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A snapshot of the successful broker in 2007

National Mortgage Professional
May 24, 2007

Commercial/multi-family debt increasesMortgagePress.comMortgage Bankers Association, Federal Reserve Board Flow of Funds data The level of commercial/multi-family mortgage debt outstanding grew by 2.9 percent in the third quarter of 2006, reaching $2.845 trillion, according to the Mortgage Bankers Association (MBA) analysis of the Federal Reserve Board Flow of Funds data. The $2.845 trillion in commercial/multi-family mortgage debt outstanding recorded by the Federal Reserve was an increase of $79.9 billion, or 2.9 percent, from the second quarter of 2006. Multi-family mortgage debt outstanding grew to $714 billion at the end of the third quarter - an increase of $10.8 billion, or 1.5 percent, from the second quarter. "Nearly every investor group increased their stake in commercial/multi-family mortgages in the third quarter," said Jamie Woodwell, MBA's senior director of commercial/multi-family research. "As investors assess different investment options for their capital, commercial/multi-family mortgages continue to attract a great deal of interest." Commercial banks continued to hold the largest share of commercial/multi-family mortgages, with more than $1.2 trillion, or 44 percent of the total. Many of the commercial mortgage loans reported by commercial banks, however, were actually "commercial and industrial" loans, to which pieces of commercial properties had been pledged as collateral. It was the borrowers' business income - not the income derived from the properties' rents and leases - that drove the underwriting, pricing and performance of these loans. Since the other loans examined by MBA were generally income property loans, meaning that the income primarily came from rents, the commercial bank numbers are not comparable. Commercial mortgage-backed securities (CMBS), collateralized debt obligations (CDO) and other asset-backed securities (ABS) pools were the second largest holders of commercial/multi-family mortgages, holding $583 billion, or 21 percent of the total. Life insurance companies held $279 billion, or 10 percent of the total, and savings institutions hold $212 billion, or eight percent of the total. Government-sponsored enterprises (GSEs) and federally related mortgage pools, including Fannie Mae, Freddie Mac and Ginnie Mae, held $137 billion in multi-family loans that supported the mortgage-backed securities they issued (referred to here as federally related mortgage pools) and an additional $79 billion "whole" loans in their own portfolios, for a total share of eight percent of outstanding commercial/multi-family mortgages. Looking just at multi-family mortgages, the GSEs and Ginnie Mae held the largest share of multi-family mortgages, with $137 billion in federally related mortgage pools and $79 billion in their own portfolios - 30 percent of the total multi-family debt outstanding. They were followed by commercial banks with $149 billion, or 21 percent of the total; savings institutions with $103 billion, or 15 percent of the total; CMBS, CDO and other ABS issuers with $97 billion, or 14 percent of the total; state and local governments with $60 billion, or eight percent of the total; and life insurance companies with $44 billion, or six percent of the total. In the third quarter of 2006, commercial banks saw the largest increase in dollar terms in their holdings of commercial/multi-family mortgage debt - an increase of $36 billion, or three percent, which represented 45 percent of the total $79.9 billion increase. CMBS, CDO and other ABS issuers increased their holdings of commercial/multi-family mortgages by $26 billion, or five percent, representing 33 percent of the net increase in commercial/multi-family mortgage debt outstanding. In percentage terms, real estate investment trusts saw the biggest increase in their holdings of commercial/multi-family mortgages - a jump of 14 percent - while state and local government retirement funds fell one percent. The $10.8 billion increase in multi-family mortgage debt outstanding between the second and third quarters represented a 1.5 percent increase. In dollar terms, CMBS, CDO and other ABS issuers saw the largest increase in their holdings of multi-family mortgage debt - an increase of $3.1 billion, or 3.3 percent, which represented 29 percent of the total increase. Federally related mortgage pools increased their holdings of multi-family mortgage debt by $2.5 billion, or 1.6 percent. In percentage terms, CMBS, CDO and other ABS issuers recorded the biggest increase in their holdings of multi-family mortgages, 3.3 percent, while finance companies saw the biggest drop, -2.2 percent. For more information, visit www.mbaa.org.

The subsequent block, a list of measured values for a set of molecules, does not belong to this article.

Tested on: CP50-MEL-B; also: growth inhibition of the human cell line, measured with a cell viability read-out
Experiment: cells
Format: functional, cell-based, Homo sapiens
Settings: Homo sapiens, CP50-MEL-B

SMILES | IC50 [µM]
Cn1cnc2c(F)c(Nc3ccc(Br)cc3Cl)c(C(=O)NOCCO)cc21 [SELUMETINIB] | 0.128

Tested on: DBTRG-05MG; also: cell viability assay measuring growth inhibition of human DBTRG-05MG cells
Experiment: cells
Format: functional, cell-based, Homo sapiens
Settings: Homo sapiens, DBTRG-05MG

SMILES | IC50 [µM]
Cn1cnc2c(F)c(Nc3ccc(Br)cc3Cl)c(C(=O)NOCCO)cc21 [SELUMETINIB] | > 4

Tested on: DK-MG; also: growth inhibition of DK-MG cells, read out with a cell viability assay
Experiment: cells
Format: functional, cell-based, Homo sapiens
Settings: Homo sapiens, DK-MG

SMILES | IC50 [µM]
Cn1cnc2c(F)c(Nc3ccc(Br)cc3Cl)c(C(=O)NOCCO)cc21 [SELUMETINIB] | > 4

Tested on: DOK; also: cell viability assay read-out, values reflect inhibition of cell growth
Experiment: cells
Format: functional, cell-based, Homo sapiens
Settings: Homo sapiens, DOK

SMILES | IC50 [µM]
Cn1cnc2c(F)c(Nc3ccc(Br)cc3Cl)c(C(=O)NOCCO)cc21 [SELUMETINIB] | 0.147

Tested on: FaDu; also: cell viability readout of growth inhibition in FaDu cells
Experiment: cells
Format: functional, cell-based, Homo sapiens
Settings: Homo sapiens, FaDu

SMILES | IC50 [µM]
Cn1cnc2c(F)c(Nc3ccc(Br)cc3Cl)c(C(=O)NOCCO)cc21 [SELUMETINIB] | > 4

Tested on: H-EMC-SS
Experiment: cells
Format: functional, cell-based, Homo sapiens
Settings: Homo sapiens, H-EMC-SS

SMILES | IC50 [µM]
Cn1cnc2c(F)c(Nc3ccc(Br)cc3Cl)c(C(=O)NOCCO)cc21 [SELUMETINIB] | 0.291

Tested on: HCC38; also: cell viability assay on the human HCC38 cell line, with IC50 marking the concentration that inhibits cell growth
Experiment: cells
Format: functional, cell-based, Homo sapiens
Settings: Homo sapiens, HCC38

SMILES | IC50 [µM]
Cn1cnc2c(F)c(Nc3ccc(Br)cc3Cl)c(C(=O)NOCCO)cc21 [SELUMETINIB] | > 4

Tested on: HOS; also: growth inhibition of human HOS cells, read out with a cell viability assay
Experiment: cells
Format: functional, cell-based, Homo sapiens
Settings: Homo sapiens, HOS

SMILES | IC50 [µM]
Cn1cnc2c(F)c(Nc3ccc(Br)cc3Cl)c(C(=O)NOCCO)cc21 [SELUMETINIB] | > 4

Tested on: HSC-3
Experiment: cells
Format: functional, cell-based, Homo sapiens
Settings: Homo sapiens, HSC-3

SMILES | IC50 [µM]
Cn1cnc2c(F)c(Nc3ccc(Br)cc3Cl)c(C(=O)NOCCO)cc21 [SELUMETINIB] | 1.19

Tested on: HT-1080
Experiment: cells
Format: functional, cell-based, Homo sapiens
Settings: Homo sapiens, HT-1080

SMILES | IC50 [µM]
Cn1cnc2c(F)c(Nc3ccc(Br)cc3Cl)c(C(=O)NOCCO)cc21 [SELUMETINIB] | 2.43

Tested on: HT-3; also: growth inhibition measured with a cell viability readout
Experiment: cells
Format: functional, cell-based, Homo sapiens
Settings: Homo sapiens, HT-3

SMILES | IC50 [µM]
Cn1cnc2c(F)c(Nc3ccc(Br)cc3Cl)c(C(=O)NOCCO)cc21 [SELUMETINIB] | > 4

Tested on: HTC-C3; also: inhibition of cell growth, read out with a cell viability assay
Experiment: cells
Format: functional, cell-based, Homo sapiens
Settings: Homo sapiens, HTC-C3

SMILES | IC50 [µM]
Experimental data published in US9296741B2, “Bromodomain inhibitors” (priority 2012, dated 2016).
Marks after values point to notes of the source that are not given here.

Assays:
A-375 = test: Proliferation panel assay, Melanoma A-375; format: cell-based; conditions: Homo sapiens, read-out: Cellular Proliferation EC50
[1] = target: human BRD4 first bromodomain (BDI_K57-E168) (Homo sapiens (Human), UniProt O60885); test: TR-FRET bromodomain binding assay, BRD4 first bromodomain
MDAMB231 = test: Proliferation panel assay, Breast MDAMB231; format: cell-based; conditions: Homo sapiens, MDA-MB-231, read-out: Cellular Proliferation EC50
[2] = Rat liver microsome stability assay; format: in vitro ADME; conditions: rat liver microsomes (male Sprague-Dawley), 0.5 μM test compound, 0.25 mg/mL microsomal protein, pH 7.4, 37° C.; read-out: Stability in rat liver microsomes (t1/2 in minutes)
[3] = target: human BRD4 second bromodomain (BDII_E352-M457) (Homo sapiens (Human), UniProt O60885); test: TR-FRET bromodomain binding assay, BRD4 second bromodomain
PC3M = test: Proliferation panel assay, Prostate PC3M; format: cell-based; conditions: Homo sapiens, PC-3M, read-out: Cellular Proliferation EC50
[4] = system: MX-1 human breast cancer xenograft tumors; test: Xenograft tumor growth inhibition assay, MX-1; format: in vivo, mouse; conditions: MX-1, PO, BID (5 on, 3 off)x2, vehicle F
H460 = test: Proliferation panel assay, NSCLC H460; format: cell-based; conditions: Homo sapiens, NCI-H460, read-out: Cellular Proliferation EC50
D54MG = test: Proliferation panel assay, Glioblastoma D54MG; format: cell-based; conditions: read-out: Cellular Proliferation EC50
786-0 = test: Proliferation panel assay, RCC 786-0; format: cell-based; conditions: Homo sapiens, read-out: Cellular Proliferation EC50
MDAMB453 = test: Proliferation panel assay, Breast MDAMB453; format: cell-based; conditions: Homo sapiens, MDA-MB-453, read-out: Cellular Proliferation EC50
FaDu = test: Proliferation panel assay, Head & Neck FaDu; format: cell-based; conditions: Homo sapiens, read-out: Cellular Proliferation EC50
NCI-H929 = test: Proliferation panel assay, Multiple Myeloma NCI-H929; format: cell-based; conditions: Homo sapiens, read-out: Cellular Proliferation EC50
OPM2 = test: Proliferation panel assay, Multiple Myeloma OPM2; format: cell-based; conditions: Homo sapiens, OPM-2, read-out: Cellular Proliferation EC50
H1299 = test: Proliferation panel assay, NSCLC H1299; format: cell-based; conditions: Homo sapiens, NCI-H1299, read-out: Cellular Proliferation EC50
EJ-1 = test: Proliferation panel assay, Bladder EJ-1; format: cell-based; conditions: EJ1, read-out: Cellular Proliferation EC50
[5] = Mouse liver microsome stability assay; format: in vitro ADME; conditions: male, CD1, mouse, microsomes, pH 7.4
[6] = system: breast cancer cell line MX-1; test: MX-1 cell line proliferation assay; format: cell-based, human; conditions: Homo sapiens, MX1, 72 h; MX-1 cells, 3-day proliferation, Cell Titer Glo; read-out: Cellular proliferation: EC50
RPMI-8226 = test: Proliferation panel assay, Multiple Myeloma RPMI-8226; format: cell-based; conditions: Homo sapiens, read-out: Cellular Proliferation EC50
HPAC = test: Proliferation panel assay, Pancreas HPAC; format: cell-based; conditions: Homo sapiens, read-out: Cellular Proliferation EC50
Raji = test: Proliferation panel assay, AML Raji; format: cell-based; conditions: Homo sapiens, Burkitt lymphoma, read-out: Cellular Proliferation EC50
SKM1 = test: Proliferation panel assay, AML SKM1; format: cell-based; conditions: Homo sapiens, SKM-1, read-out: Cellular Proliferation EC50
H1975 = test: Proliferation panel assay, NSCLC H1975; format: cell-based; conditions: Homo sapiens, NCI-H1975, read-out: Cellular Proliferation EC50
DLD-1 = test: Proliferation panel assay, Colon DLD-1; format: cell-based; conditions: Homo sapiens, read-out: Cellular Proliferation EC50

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May 24, 2007
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